The election is over, and the gears of government are slowly creaking back into motion, beginning with lawmakers staking out positions on the fiscal negotiations that will dominate the next few months, and perhaps longer.
So today, as Washington girds for a debate on the size and scope of government and how to pay for it, Philly U.S. Rep. Bob Brady, the city’s Democratic chairman, planted his flag on the left, declaring that he would not accept any cuts to Medicare, Medicaid or Social Security. Tuesday’s election results, he said, show that the public is with him.
“I don’t know what other message we could send them other than what we sent them on Tuesday … do not mess with our Social Security, do not mess with Medicare, do not mess with Medicaid,” Brady said, standing with about 50 union members outside Social Security Administration offices on Spring Garden Street.
For people who depend on Social Security, “their bills aren’t fixed, the grocery store’s not fixed, they all go up and up and up.” Around him, union members cheered.
The wealthy might support Medicaid cuts, because “they’re never going to use it because they got all the money, but we sent a message to all the money, didn’t we?” Brady said, wearing a blue House of Representatives wind breaker and gray Nike work out pants.
(As an aside, I’m new to the beat but felt like Brady summed himself up in a Philadelphia-style nutshell today when he told his union friends, “I don’t forget where I come from – you want to know why? Because I like where I come from. I don’t like them suits and ties and looking pretty.”)
Brady’s stand illustrates just how hard it might be for leaders in Washington to work out a deal that addresses the nation’s deficit and can get through the Democratically-controlled Senate and Republican-led House.
Democrats don’t want a reduction in benefits but want to raise taxes on upper incomes. President Obama campaigned on that idea, and voters gave him another four years, they point out.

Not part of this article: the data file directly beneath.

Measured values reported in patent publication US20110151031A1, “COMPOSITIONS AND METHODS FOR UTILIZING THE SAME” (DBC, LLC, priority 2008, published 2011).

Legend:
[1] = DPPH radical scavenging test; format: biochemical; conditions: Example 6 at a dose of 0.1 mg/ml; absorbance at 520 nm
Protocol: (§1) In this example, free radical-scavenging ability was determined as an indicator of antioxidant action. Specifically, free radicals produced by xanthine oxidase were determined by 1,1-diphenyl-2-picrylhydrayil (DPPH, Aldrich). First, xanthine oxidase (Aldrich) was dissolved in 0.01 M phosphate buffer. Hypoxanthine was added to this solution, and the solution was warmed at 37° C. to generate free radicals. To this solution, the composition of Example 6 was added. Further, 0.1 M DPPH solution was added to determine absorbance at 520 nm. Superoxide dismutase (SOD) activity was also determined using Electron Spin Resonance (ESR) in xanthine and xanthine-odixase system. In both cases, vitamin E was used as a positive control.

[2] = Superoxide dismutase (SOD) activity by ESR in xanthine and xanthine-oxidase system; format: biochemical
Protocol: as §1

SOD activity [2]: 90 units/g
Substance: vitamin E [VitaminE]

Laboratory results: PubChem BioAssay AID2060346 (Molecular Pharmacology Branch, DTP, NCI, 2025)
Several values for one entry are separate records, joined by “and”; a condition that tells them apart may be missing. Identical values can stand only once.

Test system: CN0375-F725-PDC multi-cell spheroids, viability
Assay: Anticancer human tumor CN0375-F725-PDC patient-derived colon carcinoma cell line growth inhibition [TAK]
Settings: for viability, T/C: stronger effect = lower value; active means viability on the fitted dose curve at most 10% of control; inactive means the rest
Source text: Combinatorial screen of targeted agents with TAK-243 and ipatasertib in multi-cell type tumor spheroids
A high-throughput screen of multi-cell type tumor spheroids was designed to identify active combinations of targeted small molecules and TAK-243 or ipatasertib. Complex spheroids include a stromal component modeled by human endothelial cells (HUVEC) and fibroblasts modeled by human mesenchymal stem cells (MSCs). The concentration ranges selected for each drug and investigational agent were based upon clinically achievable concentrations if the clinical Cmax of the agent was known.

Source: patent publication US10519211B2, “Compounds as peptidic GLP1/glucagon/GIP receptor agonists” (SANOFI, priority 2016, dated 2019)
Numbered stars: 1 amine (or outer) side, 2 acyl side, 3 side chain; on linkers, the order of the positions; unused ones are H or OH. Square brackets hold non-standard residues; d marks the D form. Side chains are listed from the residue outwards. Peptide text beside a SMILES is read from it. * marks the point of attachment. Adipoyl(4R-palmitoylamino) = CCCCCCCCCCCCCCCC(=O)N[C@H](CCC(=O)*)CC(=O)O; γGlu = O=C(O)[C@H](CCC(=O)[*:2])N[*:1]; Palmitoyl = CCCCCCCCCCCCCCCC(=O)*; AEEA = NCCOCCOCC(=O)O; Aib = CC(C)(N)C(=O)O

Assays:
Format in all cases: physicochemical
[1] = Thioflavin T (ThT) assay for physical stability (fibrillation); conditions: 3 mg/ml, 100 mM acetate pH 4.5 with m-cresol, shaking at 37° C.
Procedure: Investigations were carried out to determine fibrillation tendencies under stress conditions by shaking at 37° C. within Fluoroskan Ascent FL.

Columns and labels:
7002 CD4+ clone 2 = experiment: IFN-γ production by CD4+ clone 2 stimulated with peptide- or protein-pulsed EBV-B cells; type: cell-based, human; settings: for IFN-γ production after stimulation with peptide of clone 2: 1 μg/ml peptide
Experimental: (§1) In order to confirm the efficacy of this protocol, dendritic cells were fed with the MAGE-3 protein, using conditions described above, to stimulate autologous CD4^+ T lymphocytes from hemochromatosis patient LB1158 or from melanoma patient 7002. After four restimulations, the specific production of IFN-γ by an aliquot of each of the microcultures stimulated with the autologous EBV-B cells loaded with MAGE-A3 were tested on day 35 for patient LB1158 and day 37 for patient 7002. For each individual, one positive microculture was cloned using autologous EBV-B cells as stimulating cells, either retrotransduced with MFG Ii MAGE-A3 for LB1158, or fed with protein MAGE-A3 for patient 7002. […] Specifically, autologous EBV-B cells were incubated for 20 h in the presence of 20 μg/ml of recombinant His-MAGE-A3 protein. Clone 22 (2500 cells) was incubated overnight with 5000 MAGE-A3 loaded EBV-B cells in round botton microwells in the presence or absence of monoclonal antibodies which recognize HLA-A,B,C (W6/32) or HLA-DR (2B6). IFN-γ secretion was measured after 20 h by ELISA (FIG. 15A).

Republicans want to lower tax rates and cut programs like Social Security and Medicare. They point out that voters left them in control of the House.
House Speaker John Boehner on Wednesday opened the door to increases in tax revenue through closing loopholes, a small initial step on the long road to compromise. But there are many staunch conservatives who are sure to oppose any increase in tax revenues. Brady could be seen as the opposite – a stalwart Democrat who will adhere to the party’s long-standing tradition of guarding Medicare, Medicaid and Social Security.
The most fertile grounds for compromise seems to be a deal that includes some increase in tax revenue (where Republicans would have to give ground) and some reductions in Democrats’ cherished program (where they would give ground). But making that work depends on being able to corral the far ends of each party so that there are enough votes to make it happen.
Brady has typically been a loyal soldier, so if Democratic leaders do cut a deal, maybe he softens his stance and goes along with his party’s direction. But Thursday, before negotiations have gotten too deep, he was drawing a bright line.
Pressed on if he’d accept safety net cuts in exchange for upper income tax increases, he said no.
“I’ve got to see what the reductions are. I won’t be for reductions in Medicare, I won’t be for reductions in Medicaid, I won’t be for reductions on Social Security and I don’t know anybody that will be,” he said.
Instead, he said, make executives pay “a little more than their secretaries,” Brady said, and if that doesn’t do it, tax the fuel they use for their private jets.